Got Hail?

September 25, 2017

Imagine that you are the Board president of a large townhome association when marble-size hail and heavy winds hit. The next day you notice visible damages on the property, from downed trees and torn plants to structural damage on roofs, siding, and windows. It seems that each following day, more and more roofing contractors circle your units, becoming increasingly more belligerent. At this point, you take action and call the Association’s insurance carrier.

What you find out is that the 120-unit association is valued at $30 million and has a 2% wind-hail deductible. Although you immediately turn a claim in on this 10-building association, you discover that the mundane 2% wind-hail deductible translates to an out-of-pocket cost of $600,000 and the total damage to the soft metals on the roofs and windows is only $400,000. Being the total damage is under the Association’s deductible, do you have to have the repairs made?

The answer is YES for the following reasons:

  1. You cannot file a claim for the same damage more than once.
    Storm losses are on a per occurrence deductible basis and are never figured on an accumulative basis. Most adjusters can differentiate old storm damage from new. Even if they do not immediately note the old claim, they do have the ability to research if Associations have previously filed storm claims.

  2. You cannot sell damaged goods.
    Individual unit owners are constantly buying and selling homes and the Association needs to make repairs to the buildings' exteriors, so future home sales will not be diminished by potential buyers discovering that the home exterior has prior storm damage.

  3. You cannot borrow money against damaged goods.
    Mortgage companies are not willingly going to borrow money to units with storm damage that has not been repaired.

Knowing the Board’s overriding goal in every decision should be for the appreciation of the Association’s property, what is a Board to do, as they do not have $400,000 in the Association’s operating funds? Through their corporate governance, the Board does has the ability to transfer the $400,000 repair to your members. On most storm losses it is reasonable to treat this as a common expense (expense divided equally amongst all 120 members), but maybe not always. For example, if the damage is not widespread to all 10 buildings, the Board has the option to assess the members in only the buildings that sustained damage. The key in any assessment is for the Board to be consistent and transparent.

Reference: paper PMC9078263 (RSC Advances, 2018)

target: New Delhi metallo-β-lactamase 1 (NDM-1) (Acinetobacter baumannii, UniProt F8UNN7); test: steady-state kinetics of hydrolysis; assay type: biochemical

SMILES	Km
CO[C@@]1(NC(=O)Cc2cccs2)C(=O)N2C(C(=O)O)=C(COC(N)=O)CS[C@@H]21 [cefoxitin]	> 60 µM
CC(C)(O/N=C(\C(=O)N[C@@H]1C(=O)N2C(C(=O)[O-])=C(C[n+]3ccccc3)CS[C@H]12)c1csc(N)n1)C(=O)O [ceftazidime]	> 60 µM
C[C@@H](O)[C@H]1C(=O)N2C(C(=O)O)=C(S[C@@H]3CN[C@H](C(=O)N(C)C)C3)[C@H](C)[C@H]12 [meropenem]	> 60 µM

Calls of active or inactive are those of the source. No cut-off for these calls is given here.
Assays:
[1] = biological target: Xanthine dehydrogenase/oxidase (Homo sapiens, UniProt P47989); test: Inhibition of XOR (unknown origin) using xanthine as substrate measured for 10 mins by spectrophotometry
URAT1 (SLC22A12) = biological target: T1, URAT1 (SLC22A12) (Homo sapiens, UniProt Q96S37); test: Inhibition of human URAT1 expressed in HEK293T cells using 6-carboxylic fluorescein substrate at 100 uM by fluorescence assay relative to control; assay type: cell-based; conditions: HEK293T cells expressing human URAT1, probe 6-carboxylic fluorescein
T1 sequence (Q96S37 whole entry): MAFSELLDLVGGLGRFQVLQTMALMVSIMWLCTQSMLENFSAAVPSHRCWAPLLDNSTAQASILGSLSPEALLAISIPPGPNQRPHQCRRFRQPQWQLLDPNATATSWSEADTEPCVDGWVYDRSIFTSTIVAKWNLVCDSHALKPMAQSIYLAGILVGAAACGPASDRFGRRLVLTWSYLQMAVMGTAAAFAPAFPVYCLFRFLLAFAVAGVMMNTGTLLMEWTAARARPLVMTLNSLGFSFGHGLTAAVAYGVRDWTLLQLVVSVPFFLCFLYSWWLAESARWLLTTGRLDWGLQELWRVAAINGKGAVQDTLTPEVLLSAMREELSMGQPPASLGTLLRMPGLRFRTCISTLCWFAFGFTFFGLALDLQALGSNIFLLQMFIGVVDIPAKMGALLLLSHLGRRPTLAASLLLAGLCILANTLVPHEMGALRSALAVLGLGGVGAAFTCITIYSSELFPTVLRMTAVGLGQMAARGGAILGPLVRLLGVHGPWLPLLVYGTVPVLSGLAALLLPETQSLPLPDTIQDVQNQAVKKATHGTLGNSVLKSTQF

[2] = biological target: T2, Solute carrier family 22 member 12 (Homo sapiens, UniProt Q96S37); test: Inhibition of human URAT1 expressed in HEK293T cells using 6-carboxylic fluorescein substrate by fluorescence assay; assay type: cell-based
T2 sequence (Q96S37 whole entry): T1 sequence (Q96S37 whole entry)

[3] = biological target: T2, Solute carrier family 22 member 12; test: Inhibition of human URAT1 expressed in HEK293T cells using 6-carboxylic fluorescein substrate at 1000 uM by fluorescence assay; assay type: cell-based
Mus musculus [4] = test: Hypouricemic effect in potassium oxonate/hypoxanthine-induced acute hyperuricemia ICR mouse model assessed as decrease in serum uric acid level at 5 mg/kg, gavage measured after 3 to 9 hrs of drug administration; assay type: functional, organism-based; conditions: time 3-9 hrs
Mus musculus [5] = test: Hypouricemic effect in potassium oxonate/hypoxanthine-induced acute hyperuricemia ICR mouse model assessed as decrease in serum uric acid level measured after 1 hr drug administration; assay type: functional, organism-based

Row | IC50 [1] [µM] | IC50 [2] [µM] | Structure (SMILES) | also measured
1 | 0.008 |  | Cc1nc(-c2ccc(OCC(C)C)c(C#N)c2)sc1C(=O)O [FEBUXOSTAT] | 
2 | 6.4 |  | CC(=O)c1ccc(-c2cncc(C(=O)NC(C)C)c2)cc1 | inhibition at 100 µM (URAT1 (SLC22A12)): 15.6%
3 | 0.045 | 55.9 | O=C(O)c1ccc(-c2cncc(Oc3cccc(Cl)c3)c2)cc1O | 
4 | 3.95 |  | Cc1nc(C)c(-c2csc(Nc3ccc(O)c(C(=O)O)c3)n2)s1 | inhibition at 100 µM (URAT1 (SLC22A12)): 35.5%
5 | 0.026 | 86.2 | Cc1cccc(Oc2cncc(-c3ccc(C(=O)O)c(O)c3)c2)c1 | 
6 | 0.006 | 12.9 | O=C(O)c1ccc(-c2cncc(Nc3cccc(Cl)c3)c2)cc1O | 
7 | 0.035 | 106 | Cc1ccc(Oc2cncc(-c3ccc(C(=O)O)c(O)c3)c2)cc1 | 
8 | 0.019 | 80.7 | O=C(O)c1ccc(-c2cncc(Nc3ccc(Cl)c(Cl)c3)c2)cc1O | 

How are the members going to pay for this expense? If the Board has done their homework and diligently alerted all members of the possibility of a wind-hail assessment like this occuring, the heavy lifting is already done. Any prudent member would have transferred this deductible exposure to their personal insurance carrier and would only be obligated to pay their small deductible on their personal policy. Some members will choose not to adhere to the Board’s advice on obtaining proper personal insurance coverage, but they should be the exception and not the rule. Dealing with multiple members on this process is going to take some time and the Association should supply the members with claim filing documentation, but this is a very workable solution, assuming that proper groundwork has been done.

This strategy of transferring a wind-hail repair cost back to the members works when damages are less than the fictitious $400,000 used in this example, or if the Association is at the epicenter of the storm and the total damage to the roofs and siding is a higher cost, like $2.5 million. In this case, the maximum wind-hail deductible of $600,000 (2% of $30 million) is met and the Association’s master carrier pays $1.9 million, with the members being assessed the deductible of $600,000.

Each loss is unique, but ultimately the Board needs to act in the best interest of the Association by making the repairs caused by storm losses. This is important not only so as not to impede the individual members’ ability to sell or refinance their units, but also for the Association’s ability to file future storm claims.